Oxford Handbook of Russian Religious Thought
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Publisher: Oxford University Press
Number of Pages: 752
Width: 18 cm
Height: 24.9 cm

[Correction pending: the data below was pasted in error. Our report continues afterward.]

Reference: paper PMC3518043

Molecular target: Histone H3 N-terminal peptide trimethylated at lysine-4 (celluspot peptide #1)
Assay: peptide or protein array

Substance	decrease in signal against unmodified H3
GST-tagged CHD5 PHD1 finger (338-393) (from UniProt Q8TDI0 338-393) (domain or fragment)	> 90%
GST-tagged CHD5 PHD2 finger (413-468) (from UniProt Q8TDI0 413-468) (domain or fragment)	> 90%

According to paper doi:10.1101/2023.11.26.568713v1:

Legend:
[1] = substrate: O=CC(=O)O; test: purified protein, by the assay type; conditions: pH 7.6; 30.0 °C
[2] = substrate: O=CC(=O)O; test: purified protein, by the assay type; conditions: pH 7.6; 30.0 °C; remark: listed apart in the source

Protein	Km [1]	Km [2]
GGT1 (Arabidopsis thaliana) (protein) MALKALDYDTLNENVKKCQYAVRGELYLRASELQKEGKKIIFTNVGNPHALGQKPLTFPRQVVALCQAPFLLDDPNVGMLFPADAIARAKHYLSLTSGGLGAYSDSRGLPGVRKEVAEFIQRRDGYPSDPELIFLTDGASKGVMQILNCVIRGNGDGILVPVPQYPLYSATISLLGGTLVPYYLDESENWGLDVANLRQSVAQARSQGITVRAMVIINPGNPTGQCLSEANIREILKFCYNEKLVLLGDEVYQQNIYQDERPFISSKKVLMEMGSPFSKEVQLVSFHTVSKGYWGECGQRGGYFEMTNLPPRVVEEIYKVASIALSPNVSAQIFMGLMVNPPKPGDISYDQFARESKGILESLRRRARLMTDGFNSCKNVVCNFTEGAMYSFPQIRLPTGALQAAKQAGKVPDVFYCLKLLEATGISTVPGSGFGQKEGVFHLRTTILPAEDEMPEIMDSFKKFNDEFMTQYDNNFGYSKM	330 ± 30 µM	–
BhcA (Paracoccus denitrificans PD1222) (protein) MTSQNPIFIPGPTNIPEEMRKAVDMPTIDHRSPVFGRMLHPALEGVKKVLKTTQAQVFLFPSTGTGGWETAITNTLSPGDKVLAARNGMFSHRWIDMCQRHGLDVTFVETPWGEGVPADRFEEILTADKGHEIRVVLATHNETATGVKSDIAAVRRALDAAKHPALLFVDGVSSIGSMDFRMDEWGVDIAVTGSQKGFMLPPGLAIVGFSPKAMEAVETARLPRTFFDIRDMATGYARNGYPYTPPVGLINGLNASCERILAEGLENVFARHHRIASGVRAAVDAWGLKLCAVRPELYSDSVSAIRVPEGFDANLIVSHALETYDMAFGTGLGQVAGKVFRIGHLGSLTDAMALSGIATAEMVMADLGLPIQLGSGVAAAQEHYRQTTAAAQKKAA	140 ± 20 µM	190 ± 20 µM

The Oxford Handbook of Russian Religious Thought is an authoritative new reference and interpretive volume detailing the origins, development, and influence of one of the richest aspects of Russian cultural and intellectual life - its religious ideas. After setting the historical background and context, the Handbook follows the leading figures and movements in modern Russian religious thought through a period of immense historical upheavals, including seventy years of officially atheist communist rule and the growth of an exiled diaspora with, e.g., its journal The Way. Therefore the shape of Russian religious thought cannot be separated from long-running debates with nihilism and atheism. Important thinkers such as Losev and Bakhtin had to guard their words in an environment of religious persecution, whilst some views were shaped by prison experiences. Before the Soviet period, Russian national identity was closely linked with religion - linkages which again are being forged in the new Russia. Relevant in this connection are complex relationships with Judaism. In addition to religious thinkers such as Philaret, Chaadaev, Khomiakov, Kireevsky, Soloviev, Florensky, Bulgakov, Berdyaev, Shestov, Frank, Karsavin, and Alexander Men, the Handbook also looks at the role of religion in aesthetics, music, poetry, art, film, and the novelists Dostoevsky and Tolstoy. Ideas, institutions, and movements discussed include the Church academies, Slavophilism and Westernism, theosis, the name-glorifying (imiaslavie) controversy, the God-seekers and God-builders, Russian religious idealism and liberalism, and the Neopatristic school. Occultism is considered, as is the role of tradition and the influence of Russian religious thought in the West.